Today it looks totally desolate, but over 3,000 years ago, Gezer was a major Canaanite center. Archaeologists are uncovering its turbulent history

5 October 2013, 6:23 am

“Here is the account of the forced labor King Solomon… conscripted to build… Hazor, Megiddo and Gezer. Pharaoh king of Egypt had attacked and captured Gezer… And Solomon rebuilt Gezer….” (1 Kings 9:15‑17)

After the exodus from Egypt and a sojourn in Sinai, the Israelites returned to the land promised to them and to their forefathers by Almighty God. But although they took over many a fortified Canaanite city in the legendary land of milk and honey, several remained tantalizingly out of reach.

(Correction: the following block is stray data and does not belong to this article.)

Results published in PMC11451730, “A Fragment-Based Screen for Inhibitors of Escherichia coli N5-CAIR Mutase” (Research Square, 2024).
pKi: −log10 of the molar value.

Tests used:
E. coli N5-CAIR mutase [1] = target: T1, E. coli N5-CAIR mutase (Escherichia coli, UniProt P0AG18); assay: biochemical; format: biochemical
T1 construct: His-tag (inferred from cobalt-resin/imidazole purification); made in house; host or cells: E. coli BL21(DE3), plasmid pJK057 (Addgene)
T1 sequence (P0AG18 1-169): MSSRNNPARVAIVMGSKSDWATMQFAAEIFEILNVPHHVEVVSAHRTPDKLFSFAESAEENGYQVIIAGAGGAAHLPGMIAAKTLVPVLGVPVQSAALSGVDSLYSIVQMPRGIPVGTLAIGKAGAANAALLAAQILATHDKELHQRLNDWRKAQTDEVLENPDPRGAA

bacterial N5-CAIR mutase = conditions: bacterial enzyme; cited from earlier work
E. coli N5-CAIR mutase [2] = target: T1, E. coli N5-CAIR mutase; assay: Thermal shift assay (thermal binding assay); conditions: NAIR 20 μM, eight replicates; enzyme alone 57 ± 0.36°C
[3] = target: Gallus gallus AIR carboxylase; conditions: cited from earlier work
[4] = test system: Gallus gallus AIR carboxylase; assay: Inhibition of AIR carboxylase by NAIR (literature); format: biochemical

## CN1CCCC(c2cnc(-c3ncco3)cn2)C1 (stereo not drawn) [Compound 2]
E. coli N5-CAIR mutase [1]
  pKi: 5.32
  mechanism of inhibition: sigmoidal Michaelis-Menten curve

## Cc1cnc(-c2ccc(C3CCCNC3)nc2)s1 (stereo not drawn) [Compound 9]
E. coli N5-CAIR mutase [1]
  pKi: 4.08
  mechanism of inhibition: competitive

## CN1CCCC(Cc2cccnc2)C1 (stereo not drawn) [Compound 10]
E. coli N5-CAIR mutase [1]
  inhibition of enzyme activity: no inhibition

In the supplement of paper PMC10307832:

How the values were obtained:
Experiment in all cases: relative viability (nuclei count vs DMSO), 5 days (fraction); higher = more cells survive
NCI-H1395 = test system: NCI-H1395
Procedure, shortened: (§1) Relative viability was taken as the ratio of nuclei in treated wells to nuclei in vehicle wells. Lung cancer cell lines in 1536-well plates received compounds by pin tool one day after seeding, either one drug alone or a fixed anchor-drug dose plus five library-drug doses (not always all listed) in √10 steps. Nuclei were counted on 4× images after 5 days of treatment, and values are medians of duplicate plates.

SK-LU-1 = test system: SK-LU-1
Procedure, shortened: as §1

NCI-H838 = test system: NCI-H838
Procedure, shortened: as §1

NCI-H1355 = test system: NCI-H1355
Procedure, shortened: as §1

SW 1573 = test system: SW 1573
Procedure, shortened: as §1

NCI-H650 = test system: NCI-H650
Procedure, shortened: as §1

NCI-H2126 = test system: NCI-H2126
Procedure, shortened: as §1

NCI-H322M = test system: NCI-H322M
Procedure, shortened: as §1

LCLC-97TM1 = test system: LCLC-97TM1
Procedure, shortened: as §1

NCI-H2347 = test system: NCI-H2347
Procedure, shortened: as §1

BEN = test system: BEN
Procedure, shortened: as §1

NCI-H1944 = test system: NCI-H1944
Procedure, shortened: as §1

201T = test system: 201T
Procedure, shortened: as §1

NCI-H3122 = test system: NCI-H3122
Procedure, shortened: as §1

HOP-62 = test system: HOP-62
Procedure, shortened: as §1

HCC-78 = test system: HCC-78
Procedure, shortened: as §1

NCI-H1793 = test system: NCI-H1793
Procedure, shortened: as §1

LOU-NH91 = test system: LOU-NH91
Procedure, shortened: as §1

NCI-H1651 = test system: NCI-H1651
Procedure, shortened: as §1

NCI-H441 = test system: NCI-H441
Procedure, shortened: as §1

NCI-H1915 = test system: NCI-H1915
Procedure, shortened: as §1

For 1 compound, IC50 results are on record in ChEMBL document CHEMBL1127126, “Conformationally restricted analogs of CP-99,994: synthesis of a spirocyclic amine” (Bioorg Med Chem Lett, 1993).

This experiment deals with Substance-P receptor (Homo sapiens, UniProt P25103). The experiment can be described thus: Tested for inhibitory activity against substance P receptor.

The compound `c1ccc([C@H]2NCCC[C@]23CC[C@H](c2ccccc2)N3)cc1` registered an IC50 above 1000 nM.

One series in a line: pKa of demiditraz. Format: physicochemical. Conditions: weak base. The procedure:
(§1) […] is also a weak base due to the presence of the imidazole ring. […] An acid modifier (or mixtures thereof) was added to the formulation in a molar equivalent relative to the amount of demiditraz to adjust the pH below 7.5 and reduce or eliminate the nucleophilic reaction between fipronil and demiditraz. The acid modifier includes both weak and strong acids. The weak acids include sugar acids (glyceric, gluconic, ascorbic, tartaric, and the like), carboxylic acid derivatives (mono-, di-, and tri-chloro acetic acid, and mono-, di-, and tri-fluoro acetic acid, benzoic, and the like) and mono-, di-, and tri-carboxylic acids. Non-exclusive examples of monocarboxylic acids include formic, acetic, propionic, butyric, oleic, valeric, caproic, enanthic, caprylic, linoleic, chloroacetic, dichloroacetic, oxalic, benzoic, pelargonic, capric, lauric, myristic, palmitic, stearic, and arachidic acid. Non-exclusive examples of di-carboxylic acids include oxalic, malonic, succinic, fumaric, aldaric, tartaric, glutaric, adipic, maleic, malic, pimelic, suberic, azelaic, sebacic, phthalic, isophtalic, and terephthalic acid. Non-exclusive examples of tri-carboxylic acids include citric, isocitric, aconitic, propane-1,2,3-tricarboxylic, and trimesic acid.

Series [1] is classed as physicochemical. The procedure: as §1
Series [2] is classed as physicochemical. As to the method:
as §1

One of these was Gezer, located on the edge of coastal plains in an area allotted to the tribe of Ephraim. True, Gezer’s King Horam was killed by Joshua when the king and his army went to the aid of another beleaguered city. But it wasn’t until Solomon’s reign, hundreds of years later, that Gezer became part of the Israelite empire. And it happened only because an Egyptian Pharaoh devastated the city, then offered it to Solomon as a dowry when the king married his daughter.

See full original article

Translate »